Olympic Training and Marketing Success: Conversion Strategies and Scaling

When the Olympics kick off this year in London, all eyes will be on our representative athletes as they compete to be the world’s best. I always love watching the Olympics, if only to enjoy seeing so much talent in one place. The more I think about it, the Olympics are a great model for scaling and expanding your conversion marketing strategies. Take a look at what I mean, and how you can apply the dedication of an Olympic athlete to your business with surprising results.

In the Olympics, athletes can come from all walks of life and serve all sorts of different industries and purposes before they begin training. In fact, there are restrictions as to how many professional athletes can compete at the Olympics: only three professional players are allowed on men’s soccer teams, for instance. The road from amateur to Olympic success is a long one, and once these determined athletes start training for their events, they’re dedicated solely to improving their skills, and won’t stop until they’re the best in the world. Their skills apply to a wide variety of competitions, and you’ll often see the same athlete compete for many similar events.

Take Usain Bolt, for instance. The Jamaican sprinter holds the fastest 100m sprint time in history, and shows no signs of slowing down this year. His skills helped him take home gold medals at the 2008 Beijing games in the 100m, 200m, and four-by-100m relays. The world expects him to repeat his performance again this year—except his rivals, who hope he’s slowed down enough to give them a chance.

Michael Phelps is another example of mastering a skill and applying it across a wide range of competitions. His swimming prowess helped him take six gold medals home in the 2004 Athens Olympics, and another 8 golds from the 2008 Beijing Olympics. Over his many years of competing and training, he has become the model competitor for many different swimming events.

Go For The Gold In Your Event, Then Try For Others

If you know how blogging for business works, even on a basic level, you should see what I’m getting at by now. These athletes spend a long time perfecting their techniques and maximizing their efficiency and effectiveness in their events. They began as true amateurs, and with years of dedication, determination, and analysis of their past results, they’ve identified their strengths and weaknesses over time and have worked tirelessly to improve themselves.

This is exactly how content marketing works. Instead of many marketing practices, where an idea is powered to completion then forgotten about for the next big idea, content marketing takes time to perfect and test, over and over again. Any business, from the small brick-and-mortar shop to an international conglomerate, starts at the same place with their content marketing: the amateur level. They develop the initial content and then continually “train” it with improvements and optimizations that make it produce the results they want.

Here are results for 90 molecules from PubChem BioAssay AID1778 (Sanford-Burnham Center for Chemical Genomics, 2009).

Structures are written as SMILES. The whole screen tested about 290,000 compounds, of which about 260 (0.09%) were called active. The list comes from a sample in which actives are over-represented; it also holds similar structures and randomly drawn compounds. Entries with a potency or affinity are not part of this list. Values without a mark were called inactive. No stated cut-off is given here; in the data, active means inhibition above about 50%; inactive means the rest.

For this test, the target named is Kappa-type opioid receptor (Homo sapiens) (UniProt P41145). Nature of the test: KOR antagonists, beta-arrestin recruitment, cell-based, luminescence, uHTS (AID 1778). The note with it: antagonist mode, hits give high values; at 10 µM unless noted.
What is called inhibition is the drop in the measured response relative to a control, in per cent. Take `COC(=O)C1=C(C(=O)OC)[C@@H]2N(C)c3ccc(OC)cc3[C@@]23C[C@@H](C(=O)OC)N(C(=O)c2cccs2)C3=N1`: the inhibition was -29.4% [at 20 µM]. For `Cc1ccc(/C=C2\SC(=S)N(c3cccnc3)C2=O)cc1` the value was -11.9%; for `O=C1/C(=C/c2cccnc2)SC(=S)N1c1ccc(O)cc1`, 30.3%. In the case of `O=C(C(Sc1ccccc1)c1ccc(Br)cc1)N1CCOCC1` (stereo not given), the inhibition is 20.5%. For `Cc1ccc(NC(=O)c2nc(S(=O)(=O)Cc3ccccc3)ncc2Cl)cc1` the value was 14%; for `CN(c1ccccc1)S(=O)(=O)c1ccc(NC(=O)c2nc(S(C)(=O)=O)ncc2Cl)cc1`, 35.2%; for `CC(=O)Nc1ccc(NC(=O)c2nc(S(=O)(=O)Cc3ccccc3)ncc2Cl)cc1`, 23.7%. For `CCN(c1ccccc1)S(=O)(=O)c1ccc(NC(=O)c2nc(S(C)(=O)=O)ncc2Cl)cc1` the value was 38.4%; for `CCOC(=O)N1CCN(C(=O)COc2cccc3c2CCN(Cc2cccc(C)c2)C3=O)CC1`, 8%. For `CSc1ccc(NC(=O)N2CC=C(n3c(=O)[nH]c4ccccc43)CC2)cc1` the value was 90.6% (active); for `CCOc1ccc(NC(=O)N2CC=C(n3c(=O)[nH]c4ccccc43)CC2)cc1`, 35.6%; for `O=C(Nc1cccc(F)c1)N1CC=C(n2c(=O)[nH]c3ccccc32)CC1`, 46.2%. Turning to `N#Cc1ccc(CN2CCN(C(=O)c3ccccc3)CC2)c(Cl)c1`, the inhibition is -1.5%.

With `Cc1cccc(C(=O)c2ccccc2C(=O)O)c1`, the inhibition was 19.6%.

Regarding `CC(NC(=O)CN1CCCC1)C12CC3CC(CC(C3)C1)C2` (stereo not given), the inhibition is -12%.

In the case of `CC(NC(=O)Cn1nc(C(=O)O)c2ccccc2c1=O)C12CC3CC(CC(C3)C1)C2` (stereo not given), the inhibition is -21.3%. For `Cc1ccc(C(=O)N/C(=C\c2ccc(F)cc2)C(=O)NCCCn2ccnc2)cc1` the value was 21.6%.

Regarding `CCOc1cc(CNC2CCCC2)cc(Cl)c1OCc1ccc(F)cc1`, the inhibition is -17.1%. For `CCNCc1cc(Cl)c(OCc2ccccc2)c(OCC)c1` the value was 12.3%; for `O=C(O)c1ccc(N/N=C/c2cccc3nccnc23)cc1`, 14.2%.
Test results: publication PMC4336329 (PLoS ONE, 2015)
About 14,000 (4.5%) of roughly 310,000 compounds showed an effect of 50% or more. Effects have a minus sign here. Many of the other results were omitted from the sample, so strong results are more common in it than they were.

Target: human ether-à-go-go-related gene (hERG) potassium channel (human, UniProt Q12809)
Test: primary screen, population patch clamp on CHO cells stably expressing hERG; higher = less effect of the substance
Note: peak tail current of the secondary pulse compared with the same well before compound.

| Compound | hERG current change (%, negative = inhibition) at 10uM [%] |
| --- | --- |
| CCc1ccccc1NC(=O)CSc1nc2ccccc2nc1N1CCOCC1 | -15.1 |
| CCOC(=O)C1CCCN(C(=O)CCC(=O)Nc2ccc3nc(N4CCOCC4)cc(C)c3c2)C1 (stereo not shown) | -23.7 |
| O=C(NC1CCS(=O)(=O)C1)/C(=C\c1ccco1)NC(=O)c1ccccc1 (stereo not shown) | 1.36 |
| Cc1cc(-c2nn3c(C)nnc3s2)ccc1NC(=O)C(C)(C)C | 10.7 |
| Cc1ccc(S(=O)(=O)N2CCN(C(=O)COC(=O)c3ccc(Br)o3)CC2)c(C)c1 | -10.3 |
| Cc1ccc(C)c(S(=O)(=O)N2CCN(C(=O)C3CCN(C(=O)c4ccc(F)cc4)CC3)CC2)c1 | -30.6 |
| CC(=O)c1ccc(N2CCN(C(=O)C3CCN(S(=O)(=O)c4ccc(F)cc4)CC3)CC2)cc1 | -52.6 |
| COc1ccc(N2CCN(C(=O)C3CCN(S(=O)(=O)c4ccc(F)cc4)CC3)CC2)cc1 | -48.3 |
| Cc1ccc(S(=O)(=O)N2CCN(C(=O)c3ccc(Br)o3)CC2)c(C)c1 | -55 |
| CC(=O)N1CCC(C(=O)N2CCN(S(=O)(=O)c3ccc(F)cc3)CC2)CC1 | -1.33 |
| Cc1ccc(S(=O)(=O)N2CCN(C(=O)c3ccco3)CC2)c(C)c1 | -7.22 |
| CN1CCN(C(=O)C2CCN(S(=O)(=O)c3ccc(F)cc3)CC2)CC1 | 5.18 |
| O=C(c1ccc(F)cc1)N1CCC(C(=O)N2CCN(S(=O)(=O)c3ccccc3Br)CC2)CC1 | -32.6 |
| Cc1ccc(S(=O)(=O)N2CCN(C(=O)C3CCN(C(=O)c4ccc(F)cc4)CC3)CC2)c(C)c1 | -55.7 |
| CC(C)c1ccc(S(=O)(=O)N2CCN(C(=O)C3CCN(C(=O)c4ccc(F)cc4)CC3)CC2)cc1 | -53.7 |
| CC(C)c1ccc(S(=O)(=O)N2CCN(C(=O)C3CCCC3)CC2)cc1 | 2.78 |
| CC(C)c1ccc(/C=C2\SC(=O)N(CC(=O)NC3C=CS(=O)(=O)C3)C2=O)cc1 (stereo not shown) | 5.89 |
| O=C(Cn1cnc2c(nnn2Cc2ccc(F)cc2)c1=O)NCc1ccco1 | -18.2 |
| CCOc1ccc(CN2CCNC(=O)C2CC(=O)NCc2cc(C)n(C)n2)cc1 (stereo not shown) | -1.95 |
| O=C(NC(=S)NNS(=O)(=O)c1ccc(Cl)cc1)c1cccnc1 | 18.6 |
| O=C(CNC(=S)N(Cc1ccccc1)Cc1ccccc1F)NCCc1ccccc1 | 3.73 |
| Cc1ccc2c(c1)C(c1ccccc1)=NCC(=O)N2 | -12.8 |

If your content marketing is your website’s athletic performance, you can think of your business website’s analytics data as past performances. Does your small business need to attract more traffic than last month? Perhaps your content marketing needs to be refreshed with better link building, more keywords, or additional attention-grabbing multimedia. Are your promotional campaigns underperforming? Your data will tell you if you can make any additional enhancements or improvements for next time.

If You Can Succeed Once, You Can Do It Again

In athletic terms: if you can ace the 100m dash, you can surely ace the 200m dash as well. Once you’ve used your analytics and site feedback data to improve your content marketing, and you are seeing the ROI and conversions you really want, you’re ready to scale these strategies up, into new markets and wider fields. Your past success will give you a game plan for expanding into these new markets. Not all promotional plans will be simple copy-paste jobs from one market to the other, but the general strategies you’ve succeeded with in the past will help you quickly target and optimize your content for the future.

Paying attention to your online content performance and constantly enhancing it over time is the key to content marketing success. A good content marketing strategy that brings in results will be worth the extra time and effort spent developing it. Michael Phelps brought home more gold medals in 2008 than he did in 2004, thanks to his training and continual improvement over time. Your business can pull off similar feats of greatness: once you’ve developed strategies and techniques that produce gold-medal results, you can use your strategies as a blueprint to aim higher and find success in broader markets.

 

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Andrew Glasscock is currently based in Nashville, Tennessee. He graduated with a BA in English, specialized in Creative Writing, with a minor in Marketing this past May. Along with copywriting, he loves being an improv comedian, playing frisbee, and dogs.

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